How New Florida Residents Transfer Title
Are you a new Florida resident, or are you planning a move to the state? First, you must obtain a new vehicle title, initial registration, and a Florida license plate. Next, complete the application for the title Form HSMV 82040. In addition, you need the Florida Insurance Affidavit, Form HSMV 83330, with proof of Florida insurance. Also, submit a VIN verification, which you can complete at the local Florida Department of Highway Safety or FLHSMV office. As an alternative, submit Form HSMV 82042, Vehicle Identification Number, and odometer verification.
Your Florida title transfer fees are $79.25 for an out-of-state title transfer fee for an electronic title, $2 to record a lien, and $225 for a new-to-Florida vehicle fee, as of 2029. For a paper title, the charge is $2.50 more. Registration and license plate fees depend on your vehicle's weight and the plate you choose. Deliver your documents and fees in person or by mail to your county tax collector's office. If you request a paper title, expect to receive it within five business days after submitting your title application.
Completing a Florida car title transfer is fast and efficient when you understand it. First, make a checklist of what you need and complete the title application and forms carefully before submitting them. Then, ask questions, follow the rules, and legally get on the road.
When is a Florida Car Title Transfer Required?
Several situations require a transfer of title under Florida law. For example, when you buy a car or an RV from a dealer, the dealership holds the original title or the manufacturer's certificate of origin for new vehicles. It also handles the paperwork to deliver the title to you.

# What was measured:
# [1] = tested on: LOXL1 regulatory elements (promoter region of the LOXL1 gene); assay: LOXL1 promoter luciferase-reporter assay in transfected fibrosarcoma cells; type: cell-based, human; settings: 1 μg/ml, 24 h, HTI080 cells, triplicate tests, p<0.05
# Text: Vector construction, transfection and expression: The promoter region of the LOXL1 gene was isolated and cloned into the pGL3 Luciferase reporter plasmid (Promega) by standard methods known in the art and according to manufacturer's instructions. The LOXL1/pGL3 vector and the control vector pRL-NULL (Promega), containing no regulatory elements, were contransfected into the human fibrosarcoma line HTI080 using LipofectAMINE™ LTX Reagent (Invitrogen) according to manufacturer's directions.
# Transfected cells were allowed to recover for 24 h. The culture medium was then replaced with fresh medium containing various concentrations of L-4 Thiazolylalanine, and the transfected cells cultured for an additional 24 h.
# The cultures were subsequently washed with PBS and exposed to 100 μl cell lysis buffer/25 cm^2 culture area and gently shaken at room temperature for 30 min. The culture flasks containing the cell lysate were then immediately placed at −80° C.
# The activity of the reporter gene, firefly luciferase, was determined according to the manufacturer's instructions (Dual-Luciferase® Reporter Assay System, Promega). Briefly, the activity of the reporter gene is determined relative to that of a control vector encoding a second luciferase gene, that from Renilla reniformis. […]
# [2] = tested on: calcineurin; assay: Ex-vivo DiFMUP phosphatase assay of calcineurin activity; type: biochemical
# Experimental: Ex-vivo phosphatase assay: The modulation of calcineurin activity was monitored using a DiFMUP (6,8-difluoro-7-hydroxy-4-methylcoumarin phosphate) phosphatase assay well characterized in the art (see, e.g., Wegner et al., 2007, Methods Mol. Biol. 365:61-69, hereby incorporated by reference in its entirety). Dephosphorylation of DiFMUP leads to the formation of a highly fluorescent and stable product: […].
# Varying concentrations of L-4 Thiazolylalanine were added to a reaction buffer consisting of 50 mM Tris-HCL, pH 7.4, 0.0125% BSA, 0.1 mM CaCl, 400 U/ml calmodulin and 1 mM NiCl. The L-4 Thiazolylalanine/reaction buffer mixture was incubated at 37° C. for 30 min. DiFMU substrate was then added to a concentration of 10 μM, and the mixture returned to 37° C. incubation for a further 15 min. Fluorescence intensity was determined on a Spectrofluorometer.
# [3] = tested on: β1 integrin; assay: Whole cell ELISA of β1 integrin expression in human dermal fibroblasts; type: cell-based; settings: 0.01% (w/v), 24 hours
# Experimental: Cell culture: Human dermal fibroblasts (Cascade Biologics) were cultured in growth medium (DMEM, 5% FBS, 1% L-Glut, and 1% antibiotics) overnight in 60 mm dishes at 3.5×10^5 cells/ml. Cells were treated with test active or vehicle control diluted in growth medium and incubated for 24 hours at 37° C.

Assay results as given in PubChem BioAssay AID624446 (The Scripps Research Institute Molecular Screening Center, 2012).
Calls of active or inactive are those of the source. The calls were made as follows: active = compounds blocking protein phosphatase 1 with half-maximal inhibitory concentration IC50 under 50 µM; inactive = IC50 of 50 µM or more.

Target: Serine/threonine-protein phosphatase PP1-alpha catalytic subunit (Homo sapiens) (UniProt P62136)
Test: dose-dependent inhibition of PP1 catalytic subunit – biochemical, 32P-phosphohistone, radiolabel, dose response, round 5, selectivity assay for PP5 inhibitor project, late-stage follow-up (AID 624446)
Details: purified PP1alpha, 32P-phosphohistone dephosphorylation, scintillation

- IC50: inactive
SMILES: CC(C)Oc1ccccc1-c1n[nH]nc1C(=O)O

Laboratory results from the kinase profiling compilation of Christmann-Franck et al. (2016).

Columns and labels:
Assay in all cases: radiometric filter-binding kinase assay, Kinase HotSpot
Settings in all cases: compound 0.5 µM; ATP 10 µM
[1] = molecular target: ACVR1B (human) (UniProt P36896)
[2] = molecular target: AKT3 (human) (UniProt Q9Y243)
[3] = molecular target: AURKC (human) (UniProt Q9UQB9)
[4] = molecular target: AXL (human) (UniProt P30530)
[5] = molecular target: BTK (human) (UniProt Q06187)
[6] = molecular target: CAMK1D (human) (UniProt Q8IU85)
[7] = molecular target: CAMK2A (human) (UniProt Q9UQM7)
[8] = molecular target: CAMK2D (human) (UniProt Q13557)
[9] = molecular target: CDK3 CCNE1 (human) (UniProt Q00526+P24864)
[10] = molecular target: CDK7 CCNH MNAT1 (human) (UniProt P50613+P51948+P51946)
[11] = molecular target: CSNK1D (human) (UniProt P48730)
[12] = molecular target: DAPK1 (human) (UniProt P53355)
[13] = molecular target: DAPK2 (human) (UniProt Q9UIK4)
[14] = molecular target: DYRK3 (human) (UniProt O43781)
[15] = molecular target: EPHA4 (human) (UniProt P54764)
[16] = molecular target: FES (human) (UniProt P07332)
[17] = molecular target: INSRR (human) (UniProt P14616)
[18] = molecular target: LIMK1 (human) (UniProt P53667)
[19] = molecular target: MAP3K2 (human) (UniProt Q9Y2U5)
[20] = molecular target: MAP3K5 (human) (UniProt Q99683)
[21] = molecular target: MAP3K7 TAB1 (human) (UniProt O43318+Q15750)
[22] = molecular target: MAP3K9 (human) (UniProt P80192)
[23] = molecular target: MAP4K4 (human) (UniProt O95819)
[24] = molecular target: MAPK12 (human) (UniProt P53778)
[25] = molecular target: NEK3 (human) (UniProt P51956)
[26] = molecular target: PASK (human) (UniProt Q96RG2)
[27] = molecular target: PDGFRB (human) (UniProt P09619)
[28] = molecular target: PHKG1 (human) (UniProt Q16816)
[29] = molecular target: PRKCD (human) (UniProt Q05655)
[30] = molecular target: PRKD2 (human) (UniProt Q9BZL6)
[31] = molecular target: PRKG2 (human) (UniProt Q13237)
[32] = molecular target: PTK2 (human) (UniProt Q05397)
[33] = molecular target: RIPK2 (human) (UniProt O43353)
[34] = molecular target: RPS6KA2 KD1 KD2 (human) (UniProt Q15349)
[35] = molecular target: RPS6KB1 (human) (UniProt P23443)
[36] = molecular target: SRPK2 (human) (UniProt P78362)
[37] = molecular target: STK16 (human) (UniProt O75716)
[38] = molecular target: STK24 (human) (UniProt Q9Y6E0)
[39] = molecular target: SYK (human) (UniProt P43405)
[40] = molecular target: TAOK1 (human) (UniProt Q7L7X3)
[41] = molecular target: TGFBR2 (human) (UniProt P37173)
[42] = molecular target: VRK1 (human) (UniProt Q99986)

But when buying from a private seller, you handle the car title transfer. However, gifting, donating, or inheriting a vehicle requires transferring the title to the new owner. If you are a lienholder, you must complete the car title transfer process after releasing the lien. A name change triggers a transfer of title because you need a title certificate in the new owner's name.
Agencies Authorized to Transfer Florida Titles
The Florida Department of Highway Safety and Motor Vehicles (DHSMV) is responsible for issuing title certificates. County tax collector offices act as DHSMV agents to provide the services you need to transfer titles.
For example, for an additional fee, the Alachua County Tax Collector issues a certificate of title when the transaction occurs, or you can have the DHSMV return the paper title to your address within four weeks, as of 2021. Additionally, under Florida law, you can hold an electronic title and request a paper title if needed.
Benefits of Florida's Electronic Lien and Title Program
Florida's Electronic Lien and Title (ELT) program offer several pluses. Choosing an electronic title lowers costs and reduces the risk of title loss, theft, and fraud. The ELT program enables state agencies to provide better customer service and allows an expedited notification of lien satisfactions. If you decide to trade your vehicle to a Florida dealer, the title stays in its electronic form, and the dealer takes care of the paperwork.
When transferring the vehicle title, ask to place the title in electronic status. With an electronic title requested to become a paper title, it's converted to paper for a $2.50 service fee and mailed to you. To get a printed title, go to www.GoRenew.com.
And some tax collection offices provide Fast Title service for $10, where the physical location prints a copy of the title if you already have an electronic one.